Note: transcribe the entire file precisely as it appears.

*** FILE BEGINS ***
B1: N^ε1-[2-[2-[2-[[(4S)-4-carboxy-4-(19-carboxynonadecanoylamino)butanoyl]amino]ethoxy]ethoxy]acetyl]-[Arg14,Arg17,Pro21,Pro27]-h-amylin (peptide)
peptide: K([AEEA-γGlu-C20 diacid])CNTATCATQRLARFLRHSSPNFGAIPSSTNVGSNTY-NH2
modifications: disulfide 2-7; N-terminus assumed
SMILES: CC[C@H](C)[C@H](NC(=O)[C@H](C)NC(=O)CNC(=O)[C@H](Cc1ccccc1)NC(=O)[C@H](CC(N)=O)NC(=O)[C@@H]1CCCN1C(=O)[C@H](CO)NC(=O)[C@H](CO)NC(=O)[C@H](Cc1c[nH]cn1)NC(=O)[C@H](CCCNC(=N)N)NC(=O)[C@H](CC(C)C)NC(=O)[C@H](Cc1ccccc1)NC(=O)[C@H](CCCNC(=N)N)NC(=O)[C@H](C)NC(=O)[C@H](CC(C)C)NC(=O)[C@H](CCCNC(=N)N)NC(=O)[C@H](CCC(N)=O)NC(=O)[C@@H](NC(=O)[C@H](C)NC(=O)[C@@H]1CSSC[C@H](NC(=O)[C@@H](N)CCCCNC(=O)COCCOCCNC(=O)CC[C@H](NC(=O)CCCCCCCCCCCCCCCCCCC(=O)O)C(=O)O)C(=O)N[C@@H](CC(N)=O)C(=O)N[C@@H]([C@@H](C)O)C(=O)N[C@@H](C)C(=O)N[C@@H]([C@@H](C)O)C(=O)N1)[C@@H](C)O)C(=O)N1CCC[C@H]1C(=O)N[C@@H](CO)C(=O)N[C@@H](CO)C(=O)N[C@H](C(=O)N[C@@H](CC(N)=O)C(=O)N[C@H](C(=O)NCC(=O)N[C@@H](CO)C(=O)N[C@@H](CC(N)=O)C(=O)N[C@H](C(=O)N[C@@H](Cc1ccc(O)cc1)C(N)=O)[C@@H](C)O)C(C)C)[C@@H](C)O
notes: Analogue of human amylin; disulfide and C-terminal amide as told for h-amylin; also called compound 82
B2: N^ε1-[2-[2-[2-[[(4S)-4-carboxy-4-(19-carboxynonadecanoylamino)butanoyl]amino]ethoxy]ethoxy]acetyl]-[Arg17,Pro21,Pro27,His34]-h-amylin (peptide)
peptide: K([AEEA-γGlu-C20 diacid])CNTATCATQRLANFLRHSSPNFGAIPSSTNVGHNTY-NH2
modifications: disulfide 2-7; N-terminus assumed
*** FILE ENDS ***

B1: N^ε1-[2-[2-[2-[[(4S)-4-carboxy-4-(19-carboxynonadecanoylamino)butanoyl]amino]ethoxy]ethoxy]acetyl]-[Arg14,Arg17,Pro21,Pro27]-h-amylin (peptide)
peptide: K([AEEA-γGlu-C20 diacid])CNTATCATQRLARFLRHSSPNFGAIPSSTNVGSNTY-NH2
modifications: disulfide 2-7; N-terminus assumed
SMILES: CC[C@H](C)[C@H](NC(=O)[C@H](C)NC(=O)CNC(=O)[C@H](Cc1ccccc1)NC(=O)[C@H](CC(N)=O)NC(=O)[C@@H]1CCCN1C(=O)[C@H](CO)NC(=O)[C@H](CO)NC(=O)[C@H](Cc1c[nH]cn1)NC(=O)[C@H](CCCNC(=N)N)NC(=O)[C@H](CC(C)C)NC(=O)[C@H](Cc1ccccc1)NC(=O)[C@H](CCCNC(=N)N)NC(=O)[C@H](C)NC(=O)[C@H](CC(C)C)NC(=O)[C@H](CCCNC(=N)N)NC(=O)[C@H](CCC(N)=O)NC(=O)[C@@H](NC(=O)[C@H](C)NC(=O)[C@@H]1CSSC[C@H](NC(=O)[C@@H](N)CCCCNC(=O)COCCOCCNC(=O)CC[C@H](NC(=O)CCCCCCCCCCCCCCCCCCC(=O)O)C(=O)O)C(=O)N[C@@H](CC(N)=O)C(=O)N[C@@H]([C@@H](C)O)C(=O)N[C@@H](C)C(=O)N[C@@H]([C@@H](C)O)C(=O)N1)[C@@H](C)O)C(=O)N1CCC[C@H]1C(=O)N[C@@H](CO)C(=O)N[C@@H](CO)C(=O)N[C@H](C(=O)N[C@@H](CC(N)=O)C(=O)N[C@H](C(=O)NCC(=O)N[C@@H](CO)C(=O)N[C@@H](CC(N)=O)C(=O)N[C@H](C(=O)N[C@@H](Cc1ccc(O)cc1)C(N)=O)[C@@H](C)O)C(C)C)[C@@H](C)O
notes: Analogue of human amylin; disulfide and C-terminal amide as told for h-amylin; also called compound 82
B2: N^ε1-[2-[2-[2-[[(4S)-4-carboxy-4-(19-carboxynonadecanoylamino)butanoyl]amino]ethoxy]ethoxy]acetyl]-[Arg17,Pro21,Pro27,His34]-h-amylin (peptide)
peptide: K([AEEA-γGlu-C20 diacid])CNTATCATQRLANFLRHSSPNFGAIPSSTNVGHNTY-NH2
modifications: disulfide 2-7; N-terminus assumed